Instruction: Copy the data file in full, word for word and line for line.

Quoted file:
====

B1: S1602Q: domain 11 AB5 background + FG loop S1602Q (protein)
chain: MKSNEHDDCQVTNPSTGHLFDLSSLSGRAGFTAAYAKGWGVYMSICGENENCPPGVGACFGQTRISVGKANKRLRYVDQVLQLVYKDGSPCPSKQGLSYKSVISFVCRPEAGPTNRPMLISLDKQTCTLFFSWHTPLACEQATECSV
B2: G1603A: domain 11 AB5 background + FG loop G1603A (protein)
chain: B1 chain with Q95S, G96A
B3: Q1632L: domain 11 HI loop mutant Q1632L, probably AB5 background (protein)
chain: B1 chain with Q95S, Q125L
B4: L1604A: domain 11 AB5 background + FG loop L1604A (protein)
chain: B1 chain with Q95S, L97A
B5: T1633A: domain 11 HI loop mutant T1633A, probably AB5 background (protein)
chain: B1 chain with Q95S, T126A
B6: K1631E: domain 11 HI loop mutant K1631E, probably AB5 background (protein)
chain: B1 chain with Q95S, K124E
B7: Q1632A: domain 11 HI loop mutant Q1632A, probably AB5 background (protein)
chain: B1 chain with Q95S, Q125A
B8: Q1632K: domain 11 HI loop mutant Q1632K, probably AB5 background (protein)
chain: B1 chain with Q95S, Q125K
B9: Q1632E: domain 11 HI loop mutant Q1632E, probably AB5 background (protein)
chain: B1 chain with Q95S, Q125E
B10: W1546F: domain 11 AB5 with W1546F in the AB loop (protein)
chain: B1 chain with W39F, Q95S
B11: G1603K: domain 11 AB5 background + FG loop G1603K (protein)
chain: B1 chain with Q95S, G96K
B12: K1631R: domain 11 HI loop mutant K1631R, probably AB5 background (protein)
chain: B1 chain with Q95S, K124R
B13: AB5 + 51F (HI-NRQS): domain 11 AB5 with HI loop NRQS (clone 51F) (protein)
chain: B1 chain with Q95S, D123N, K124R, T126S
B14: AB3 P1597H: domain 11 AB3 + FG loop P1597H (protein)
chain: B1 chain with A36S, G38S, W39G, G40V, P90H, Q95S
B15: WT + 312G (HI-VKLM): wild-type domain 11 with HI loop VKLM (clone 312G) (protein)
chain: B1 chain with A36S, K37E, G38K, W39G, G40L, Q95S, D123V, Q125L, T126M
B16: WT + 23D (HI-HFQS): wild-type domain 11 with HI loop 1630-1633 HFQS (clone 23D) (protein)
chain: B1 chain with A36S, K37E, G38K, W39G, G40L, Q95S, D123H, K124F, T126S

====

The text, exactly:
B1: S1602Q: domain 11 AB5 background + FG loop S1602Q (protein)
chain: MKSNEHDDCQVTNPSTGHLFDLSSLSGRAGFTAAYAKGWGVYMSICGENENCPPGVGACFGQTRISVGKANKRLRYVDQVLQLVYKDGSPCPSKQGLSYKSVISFVCRPEAGPTNRPMLISLDKQTCTLFFSWHTPLACEQATECSV
B2: G1603A: domain 11 AB5 background + FG loop G1603A (protein)
chain: B1 chain with Q95S, G96A
B3: Q1632L: domain 11 HI loop mutant Q1632L, probably AB5 background (protein)
chain: B1 chain with Q95S, Q125L
B4: L1604A: domain 11 AB5 background + FG loop L1604A (protein)
chain: B1 chain with Q95S, L97A
B5: T1633A: domain 11 HI loop mutant T1633A, probably AB5 background (protein)
chain: B1 chain with Q95S, T126A
B6: K1631E: domain 11 HI loop mutant K1631E, probably AB5 background (protein)
chain: B1 chain with Q95S, K124E
B7: Q1632A: domain 11 HI loop mutant Q1632A, probably AB5 background (protein)
chain: B1 chain with Q95S, Q125A
B8: Q1632K: domain 11 HI loop mutant Q1632K, probably AB5 background (protein)
chain: B1 chain with Q95S, Q125K
B9: Q1632E: domain 11 HI loop mutant Q1632E, probably AB5 background (protein)
chain: B1 chain with Q95S, Q125E
B10: W1546F: domain 11 AB5 with W1546F in the AB loop (protein)
chain: B1 chain with W39F, Q95S
B11: G1603K: domain 11 AB5 background + FG loop G1603K (protein)
chain: B1 chain with Q95S, G96K
B12: K1631R: domain 11 HI loop mutant K1631R, probably AB5 background (protein)
chain: B1 chain with Q95S, K124R
B13: AB5 + 51F (HI-NRQS): domain 11 AB5 with HI loop NRQS (clone 51F) (protein)
chain: B1 chain with Q95S, D123N, K124R, T126S
B14: AB3 P1597H: domain 11 AB3 + FG loop P1597H (protein)
chain: B1 chain with A36S, G38S, W39G, G40V, P90H, Q95S
B15: WT + 312G (HI-VKLM): wild-type domain 11 with HI loop VKLM (clone 312G) (protein)
chain: B1 chain with A36S, K37E, G38K, W39G, G40L, Q95S, D123V, Q125L, T126M
B16: WT + 23D (HI-HFQS): wild-type domain 11 with HI loop 1630-1633 HFQS (clone 23D) (protein)
chain: B1 chain with A36S, K37E, G38K, W39G, G40L, Q95S, D123H, K124F, T126S